Giving back has long been an issue in tech companies’ relationship with their communities. Facing some pushback from its Venice, Calif., neighbors, Snapchat jumped at a chance to help out.

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LOS ANGELES — When St. Joseph Center, a services agency in the seaside Los Angeles neighborhood of Venice, needed funding for a software-programming class for low-income women, Snapchat was an obvious candidate.

But the neighborhood’s most-hyped startup was better known for taking up land than giving back. So at a meeting last fall, St. Joseph Center started small, asking for a simple holiday drive before hinting at the need for a coding-class sponsor.

Snapchat jumped at both ideas.

“We knew there was potential for you to see the good in it,” St. Joseph Center Executive Director Va Lecia Adams Kellum recently said, sitting alongside Snapchat spokeswoman Shannon Kelly. “We didn’t know you were going to love it.”

Many who live and work in Venice blame Snapchat for driving up rents, displacing locals and sanitizing an enclave whose trademark grit has given way to corporate shuttle vans, security guards and MacBook-toting millennials.

But to St. Joseph Center, Safe Place for Youth, Grand View Boulevard Elementary and other groups that have benefited from Snapchat’s largesse, the nearly 5-year-old company is a model for how Venice’s new tech residents can help preserve its character.

The groups said Snapchat over the past two years has sought to promote the arts among Venice youth and address the issues of homelessness and income disparity. This year, Snapchat plans to spend more than $500,000 on community service, according to a source not authorized to speak about the matter.

The company has not publicly discussed most of the initiatives, but the nonprofit groups and social-services agencies hope Snapchat’s initial involvement will signal to hundreds of other beachside-technology startups that they too can emphasize charity work early in their life cycles.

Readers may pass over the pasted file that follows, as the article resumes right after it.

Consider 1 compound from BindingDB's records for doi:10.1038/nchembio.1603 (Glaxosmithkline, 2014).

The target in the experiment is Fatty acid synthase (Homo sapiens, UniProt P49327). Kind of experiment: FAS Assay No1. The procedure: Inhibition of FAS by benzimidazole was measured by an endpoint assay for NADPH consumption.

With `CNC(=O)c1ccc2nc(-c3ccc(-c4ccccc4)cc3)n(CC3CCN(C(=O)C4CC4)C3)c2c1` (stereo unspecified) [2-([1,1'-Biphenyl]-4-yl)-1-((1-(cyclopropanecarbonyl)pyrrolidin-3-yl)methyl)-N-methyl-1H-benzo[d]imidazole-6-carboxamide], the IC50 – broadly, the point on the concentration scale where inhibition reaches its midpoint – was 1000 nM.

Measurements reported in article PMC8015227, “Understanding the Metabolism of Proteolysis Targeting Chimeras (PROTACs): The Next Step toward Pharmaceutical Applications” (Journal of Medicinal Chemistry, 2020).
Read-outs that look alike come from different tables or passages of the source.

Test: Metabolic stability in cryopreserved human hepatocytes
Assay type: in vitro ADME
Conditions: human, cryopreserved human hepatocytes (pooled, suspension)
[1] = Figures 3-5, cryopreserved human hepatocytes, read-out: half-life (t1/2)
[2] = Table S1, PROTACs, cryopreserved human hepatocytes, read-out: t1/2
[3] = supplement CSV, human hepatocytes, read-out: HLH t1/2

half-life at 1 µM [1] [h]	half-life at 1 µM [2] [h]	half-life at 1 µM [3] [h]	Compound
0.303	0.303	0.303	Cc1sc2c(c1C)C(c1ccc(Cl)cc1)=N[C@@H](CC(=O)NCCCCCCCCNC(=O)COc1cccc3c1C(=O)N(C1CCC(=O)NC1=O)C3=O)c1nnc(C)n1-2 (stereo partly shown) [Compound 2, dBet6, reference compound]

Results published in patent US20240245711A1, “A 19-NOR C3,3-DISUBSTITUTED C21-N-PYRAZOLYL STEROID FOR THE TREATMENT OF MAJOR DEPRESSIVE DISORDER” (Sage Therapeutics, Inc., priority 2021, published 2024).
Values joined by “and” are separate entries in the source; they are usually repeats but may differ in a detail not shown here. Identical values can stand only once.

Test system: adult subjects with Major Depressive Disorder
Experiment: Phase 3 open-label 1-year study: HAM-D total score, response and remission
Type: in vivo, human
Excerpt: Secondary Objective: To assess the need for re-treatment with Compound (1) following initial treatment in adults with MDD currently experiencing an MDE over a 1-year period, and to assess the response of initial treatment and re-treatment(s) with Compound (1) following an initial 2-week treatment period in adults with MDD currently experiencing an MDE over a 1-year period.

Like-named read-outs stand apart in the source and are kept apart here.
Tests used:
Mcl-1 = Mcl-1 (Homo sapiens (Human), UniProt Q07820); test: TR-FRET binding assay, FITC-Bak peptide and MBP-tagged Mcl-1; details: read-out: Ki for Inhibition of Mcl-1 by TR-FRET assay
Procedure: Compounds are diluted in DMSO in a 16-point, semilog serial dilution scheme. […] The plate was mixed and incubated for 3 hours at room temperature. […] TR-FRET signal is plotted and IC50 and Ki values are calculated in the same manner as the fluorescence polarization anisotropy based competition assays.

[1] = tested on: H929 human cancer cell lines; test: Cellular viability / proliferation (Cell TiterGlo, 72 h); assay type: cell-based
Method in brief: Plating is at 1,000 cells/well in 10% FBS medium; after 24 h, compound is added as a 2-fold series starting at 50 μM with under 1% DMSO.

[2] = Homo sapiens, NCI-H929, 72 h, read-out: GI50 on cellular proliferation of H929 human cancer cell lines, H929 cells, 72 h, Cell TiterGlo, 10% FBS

“We live in one of the most beautiful places on Earth and everyone wants to be here,” said Alison Hurst, executive director of Safe Place for Youth in Venice, where Snapchat is paying for the construction of showers. “If you get to be in this awesome place, you have to give back.”

Not a strength

Giving back has not always been the tech industry’s strength. Demonstrators in the San Francisco Bay Area have blockaded employee buses and rallied outside offices — and even the homes of some tech workers — to protest the industry’s blasé response to its effect on the region.

Tech leaders took heed. Facebook Chief Executive Mark Zuckerberg and Salesforce.com founder Marc Benioff joined others in pledging personal and professional donations.

Anti-tech sentiment has not reached the same tenor in Los Angeles. Nor, though, have charitable efforts by local tech companies.

Snapchat’s giving looks small compared to the millions of dollars offered up by older Silicon Valley peers. But Venice leaders say the disappearing-message app maker is at the philanthropic forefront.

The company, funded by $1.4 billion in venture capital and an estimated tens of millions of dollars in quarterly revenue from ads and in-app sales, declined to say whether it has set aside some of its stock for charitable causes. But Snapchat acknowledges there’s room to grow its philanthropy.

Snapchat says its philanthropy started in late 2013, when it had about 40 employees and received a $5,000 innovation award at retailer PacSun’s Common Threads industry event.

With the cash, Snapchat Chief Executive Evan Spiegel decided to encourage more of the creativity that lured him to Venice. Spiegel, 25, who declined to comment, told Los Angeles business leaders last fall that Venice’s creative vibe gave his team “the strength to defy conformity.”

To foster more of that creativity, the L.A. native chose P.S. Arts, a Venice nonprofit that brings arts education to schools.

For now, Snapchat’s biggest commitment is to St. Joseph Center, which said it received about $250,000 over the last year. Its most ambitious program is St. Joseph Center’s Codetalk — a triannual, 15-week course intended to provide women with unstable work histories sufficient tech skills to land an entry-level job.

Some residents say Snapchat must do more to win them over. Michael Reese, 51, and his wife are frustrated that they have to park more than five blocks from home because Snapchat secured rights to an adjacent lot. The company’s “continued encroachment” is worrisome, he said.

The company has tried to ingratiate itself with neighbors, even in small ways like encouraging workers to use company-provided vouchers to lunch at local eateries.

But that doesn’t offset the tech-driven flight from Venice, Reese said.

“You have the original people who like it a little bit gritty but reasonable, and you have the new generation that wants to clean it up,” he said. “It’ll be interesting to see where the dust settles.”